You can also see it in the chart of the Dow Jones. From 1966 to 1981, the Dow Jones attempted five times to break above, and stay above 1,000, but failed. Then, on Dec. 17, 1982, it broke above 1,000 (1,011.50), never again to decline to a three-digit daily closing price as the flows of monetary inflation flooded the stock market.

The table below lists the top 20 market capitalizations for 2018 and 1975. The list for 1975 (published in Barron’s) included the top 50 stocks, so I included the bottom four of the list to point out how most of the 1,800 companies then traded on the NYSE didn’t even have a capitalization of $1.0 billion.

How many billionaires are walking around in 2018? About 1,500 was the last figure I last heard. In 1975, I doubt there was even one unless you included political figures such as the house of Saud and the Shah of Iran.

Some of the listings for 2018 weren’t even founded in October 1975, and some of the listings from 1975 are no longer with us or exist in greatly reduced circumstances. But Exxon is in both lists. In 2018 (number seven), it has a market cap of 328.11 billion; in 1975, Exxon was number three on the list with a market cap of $21.35 billion. The differences in market capitalization from 43 years ago isn’t from how many barrels of oil Exxon delivered to the market but how many inflationary dollars are circulating in the stock market in 2018 as there were for 1975.

Comparison of Market Caps 2018 & 1975

© Mark Lundeen

Most people believe a rising stock market is an indication of “economic growth.” But actually all that’s happened is since 1975, “monetary policy” has inflated the market capitalization of Exxon by a factor of 15.4. As the S&P 500 is an index of the market capitalization of the 500 largest companies trading in the stock market, we can measure the inflation the Federal Reserve has “injected” into the broad stock market. On April 11, 2018, the S&P closed at 2,642.19, but 43 years ago, on Oct. 17, 1975, it closed at 88.86. So the valuation for the S&P 500 was inflated by a factor of 29.73, as compared to Exxon’s 15.4 since October 1975.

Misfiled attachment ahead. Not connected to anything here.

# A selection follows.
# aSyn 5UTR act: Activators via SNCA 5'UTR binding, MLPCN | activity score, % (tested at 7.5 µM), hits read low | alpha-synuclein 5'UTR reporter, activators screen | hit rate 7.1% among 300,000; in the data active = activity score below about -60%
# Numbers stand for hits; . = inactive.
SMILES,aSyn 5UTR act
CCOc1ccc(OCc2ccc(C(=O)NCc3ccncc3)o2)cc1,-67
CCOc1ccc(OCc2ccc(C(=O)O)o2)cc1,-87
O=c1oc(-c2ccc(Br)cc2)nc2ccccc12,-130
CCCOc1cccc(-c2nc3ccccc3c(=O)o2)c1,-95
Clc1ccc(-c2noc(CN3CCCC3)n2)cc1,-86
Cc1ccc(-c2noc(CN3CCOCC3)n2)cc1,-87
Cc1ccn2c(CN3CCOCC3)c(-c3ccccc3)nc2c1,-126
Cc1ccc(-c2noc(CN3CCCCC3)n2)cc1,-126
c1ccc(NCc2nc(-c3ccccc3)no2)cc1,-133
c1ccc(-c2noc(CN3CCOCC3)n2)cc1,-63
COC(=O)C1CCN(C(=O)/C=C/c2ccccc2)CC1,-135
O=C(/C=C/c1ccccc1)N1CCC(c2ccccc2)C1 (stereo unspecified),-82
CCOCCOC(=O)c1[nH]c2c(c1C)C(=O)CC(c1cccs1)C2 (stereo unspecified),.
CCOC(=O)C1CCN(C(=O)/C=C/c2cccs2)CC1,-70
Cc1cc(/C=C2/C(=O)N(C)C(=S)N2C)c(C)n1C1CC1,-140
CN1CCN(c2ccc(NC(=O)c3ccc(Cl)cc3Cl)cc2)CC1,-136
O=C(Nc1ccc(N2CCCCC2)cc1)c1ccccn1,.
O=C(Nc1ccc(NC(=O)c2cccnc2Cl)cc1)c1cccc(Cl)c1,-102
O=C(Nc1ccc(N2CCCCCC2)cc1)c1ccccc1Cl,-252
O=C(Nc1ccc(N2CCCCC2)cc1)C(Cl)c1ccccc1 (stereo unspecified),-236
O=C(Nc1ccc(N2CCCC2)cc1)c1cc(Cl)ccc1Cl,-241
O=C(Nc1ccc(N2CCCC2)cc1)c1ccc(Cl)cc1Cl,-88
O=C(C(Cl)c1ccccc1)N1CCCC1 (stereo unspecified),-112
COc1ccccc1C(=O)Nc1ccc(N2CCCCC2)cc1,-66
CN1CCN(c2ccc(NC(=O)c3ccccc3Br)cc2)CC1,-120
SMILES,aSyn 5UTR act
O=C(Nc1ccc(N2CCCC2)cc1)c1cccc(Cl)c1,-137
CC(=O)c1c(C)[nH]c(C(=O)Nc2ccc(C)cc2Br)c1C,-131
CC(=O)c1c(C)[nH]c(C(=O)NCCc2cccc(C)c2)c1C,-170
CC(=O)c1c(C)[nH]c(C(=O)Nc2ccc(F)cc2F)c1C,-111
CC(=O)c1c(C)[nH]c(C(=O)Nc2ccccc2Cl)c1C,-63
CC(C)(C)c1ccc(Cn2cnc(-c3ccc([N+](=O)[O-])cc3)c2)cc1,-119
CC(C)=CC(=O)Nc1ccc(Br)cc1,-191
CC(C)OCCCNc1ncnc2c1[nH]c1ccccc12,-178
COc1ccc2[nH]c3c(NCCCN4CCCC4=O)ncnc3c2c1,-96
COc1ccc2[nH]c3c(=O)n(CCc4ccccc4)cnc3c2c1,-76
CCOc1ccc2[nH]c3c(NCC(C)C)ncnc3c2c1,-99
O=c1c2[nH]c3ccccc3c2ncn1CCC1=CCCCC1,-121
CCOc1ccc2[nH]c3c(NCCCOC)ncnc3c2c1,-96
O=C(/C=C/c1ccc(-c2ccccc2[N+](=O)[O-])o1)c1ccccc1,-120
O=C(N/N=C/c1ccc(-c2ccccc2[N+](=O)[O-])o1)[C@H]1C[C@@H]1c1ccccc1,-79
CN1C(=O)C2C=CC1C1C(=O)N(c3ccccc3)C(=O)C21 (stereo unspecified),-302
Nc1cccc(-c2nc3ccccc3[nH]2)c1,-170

This is all well and good, as long as the monetary inflation “injected” in the financial system continues circulating in the stock market. The problem with this is that when Mr. Bear comes on the scene and begins stress testing everyone’s balance sheet, from J.P. Morgan’s to yours and mine, most of these dollars are going to flee the deflating stock market. These refugee dollars must go elsewhere if they are to survive. In such an environment, I’m anticipating gold, silver, and the mining shares, currently ignored investments, will benefit greatly.

Below are the daily percentage moves (up and down) of greater than 1.9999%, aka 2% daily moves (2% days – days of extreme market volatility) in the Dow Jones going back to 1900. Since January 1900, there have been 32,023 NYSE trading sessions, of which the Dow Jones has moved 2% or more in only 1,820 of them (5.68%). But Dow Jones 2% days typically group together during market declines, especially during bear markets. As you can see, in the three years since January 2015 (chart below), the stock market hasn’t been plagued with Dow Jones 2% days.